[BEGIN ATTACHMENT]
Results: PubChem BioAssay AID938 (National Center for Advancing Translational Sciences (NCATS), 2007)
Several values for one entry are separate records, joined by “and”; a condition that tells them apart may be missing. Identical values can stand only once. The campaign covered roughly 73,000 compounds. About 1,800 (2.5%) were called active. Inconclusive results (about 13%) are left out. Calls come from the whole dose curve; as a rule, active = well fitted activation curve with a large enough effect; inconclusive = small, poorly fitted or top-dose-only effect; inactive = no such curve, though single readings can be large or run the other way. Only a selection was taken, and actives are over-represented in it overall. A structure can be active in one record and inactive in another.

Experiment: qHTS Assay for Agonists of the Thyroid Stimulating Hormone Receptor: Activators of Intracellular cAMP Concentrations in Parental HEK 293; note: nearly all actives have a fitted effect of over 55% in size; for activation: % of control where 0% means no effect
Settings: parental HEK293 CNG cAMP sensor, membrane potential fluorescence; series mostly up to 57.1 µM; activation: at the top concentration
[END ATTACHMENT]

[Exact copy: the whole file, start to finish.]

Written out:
Results: PubChem BioAssay AID938 (National Center for Advancing Translational Sciences (NCATS), 2007)
Several values for one entry are separate records, joined by “and”; a condition that tells them apart may be missing. Identical values can stand only once. The campaign covered roughly 73,000 compounds. About 1,800 (2.5%) were called active. Inconclusive results (about 13%) are left out. Calls come from the whole dose curve; as a rule, active = well fitted activation curve with a large enough effect; inconclusive = small, poorly fitted or top-dose-only effect; inactive = no such curve, though single readings can be large or run the other way. Only a selection was taken, and actives are over-represented in it overall. A structure can be active in one record and inactive in another.

Experiment: qHTS Assay for Agonists of the Thyroid Stimulating Hormone Receptor: Activators of Intracellular cAMP Concentrations in Parental HEK 293; note: nearly all actives have a fitted effect of over 55% in size; for activation: % of control where 0% means no effect
Settings: parental HEK293 CNG cAMP sensor, membrane potential fluorescence; series mostly up to 57.1 µM; activation: at the top concentration